Glorious!
      T.

      Liked by 1 person

      • Thanks for the tips. I like “passages”. We lived for a while on a small street near the café where Jaurès was murdered. There is a passage there too, name I forget. Made a note of those rooftops for my next trip. Bon week-end.

        Like

    • Thanks, Diana! As speaking of promenades, I thoroughly enjoyed your recent photograph series, taken along the South Bank of the River Thames. Gorgeous!

      Have a lovely weekend,
      Theadora

      Liked by 1 person

  9. Lovely evocative post….it really draws me in to your passaged world. On my next visit (let it be soon, swoon…) I will be revisiting some of these places and checking out some new ones. I have a bathing beauty similar to those pictured on my mantlepiece. Perhaps I could find her a friend?

    Liked by 1 person

    • Yes, let it be soon! Thanks, Mary! It’s easy, breezy to hop from passage to passage. I recommend visiting on a weekday or a Saturday. Most of the shops are closed on Sundays. I plan to visit the passages around the Opéra. I’ll create a list for you.
      Enjoy the week!
      T.
      (So you have a bathing beauty? I’ve just started researching them. They’re pretty darn fabulous. I also spot at the flea markets.)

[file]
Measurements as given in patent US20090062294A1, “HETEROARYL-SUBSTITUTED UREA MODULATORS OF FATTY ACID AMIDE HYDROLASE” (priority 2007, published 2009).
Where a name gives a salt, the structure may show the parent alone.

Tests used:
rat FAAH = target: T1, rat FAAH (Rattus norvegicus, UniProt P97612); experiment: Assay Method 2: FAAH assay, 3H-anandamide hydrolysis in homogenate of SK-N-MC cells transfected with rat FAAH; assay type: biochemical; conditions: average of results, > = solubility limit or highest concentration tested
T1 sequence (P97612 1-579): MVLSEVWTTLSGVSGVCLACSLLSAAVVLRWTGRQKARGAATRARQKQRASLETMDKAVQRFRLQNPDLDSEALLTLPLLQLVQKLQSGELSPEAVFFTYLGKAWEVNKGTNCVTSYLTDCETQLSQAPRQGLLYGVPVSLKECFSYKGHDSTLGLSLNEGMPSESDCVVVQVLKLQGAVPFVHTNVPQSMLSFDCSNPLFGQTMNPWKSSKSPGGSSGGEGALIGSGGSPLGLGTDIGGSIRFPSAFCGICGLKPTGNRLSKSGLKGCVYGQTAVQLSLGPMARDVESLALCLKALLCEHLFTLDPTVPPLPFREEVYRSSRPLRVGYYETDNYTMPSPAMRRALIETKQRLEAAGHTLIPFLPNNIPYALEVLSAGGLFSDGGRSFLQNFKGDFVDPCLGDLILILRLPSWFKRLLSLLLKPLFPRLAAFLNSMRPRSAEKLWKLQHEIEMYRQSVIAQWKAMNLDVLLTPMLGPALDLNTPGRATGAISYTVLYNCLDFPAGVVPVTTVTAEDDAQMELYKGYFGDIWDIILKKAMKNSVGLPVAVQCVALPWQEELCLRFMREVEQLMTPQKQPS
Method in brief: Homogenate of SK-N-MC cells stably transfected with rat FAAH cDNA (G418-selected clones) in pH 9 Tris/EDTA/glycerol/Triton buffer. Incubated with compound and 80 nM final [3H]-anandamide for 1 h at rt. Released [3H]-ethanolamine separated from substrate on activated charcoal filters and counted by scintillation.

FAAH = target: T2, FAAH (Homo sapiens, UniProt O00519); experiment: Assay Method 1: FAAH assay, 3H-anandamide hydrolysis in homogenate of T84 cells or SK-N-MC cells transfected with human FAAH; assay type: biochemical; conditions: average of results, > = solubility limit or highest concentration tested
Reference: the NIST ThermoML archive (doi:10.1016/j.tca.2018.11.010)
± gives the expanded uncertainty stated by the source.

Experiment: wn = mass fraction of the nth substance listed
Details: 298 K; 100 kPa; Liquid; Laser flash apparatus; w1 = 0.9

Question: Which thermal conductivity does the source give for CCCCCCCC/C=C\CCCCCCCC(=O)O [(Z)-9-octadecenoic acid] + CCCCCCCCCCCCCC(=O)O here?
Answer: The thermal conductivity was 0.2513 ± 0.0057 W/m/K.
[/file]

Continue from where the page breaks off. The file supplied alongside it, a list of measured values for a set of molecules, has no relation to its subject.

Like

  10. Again–such a fascinating post Theodora– poured over it and read my way down through the enthusiastic comments. So much beauty in tucked away places. Glad you know how to search it all out–and all the juicy details in and around those places… love your blog, T. xo

    Liked by 1 person

    • Thank you, Rhonda! As always, your words make me smile! Yes, the passages are wonderful, wonderful. Beautiful and dusty, too! You’d love the old candy shop. It’s been in business since 1761! Their vitrines are gorgeous, especially around the Easter holiday. Bunnies! Chickens! And Flying Bells!

      Enjoy the week!
      T.

      Like

  11. Absolutely loved your post. I remember how thrilled I was when I discovered one passageways…when next I’m in Paris, I must do your favorite route. “Let there be light,” tourists have been flocking to Paris. Under the reign of the Sun King, Paris became the first city in the world to illuminate its streets after dark.” So much to learn from you and always presented in the most lovely of ways.

    Liked by 1 person

    • Thanks for your thoughtful words, Karen! So you found one of the passages? Which one? Do you remember? I love when that happens. Sacred grounds are everywhere in Paris. With each and every promenade or jog, I fall head-over-heels again in love with the city. Again, stay tuned for a dispatch from the passages around the Opéra!

      Enjoy the week!
      Theadora

      Liked by 1 person

  12. Thank you for this post – I’ll be in Paris this weekend and will visit some of these galleries.
    Lutz

    Like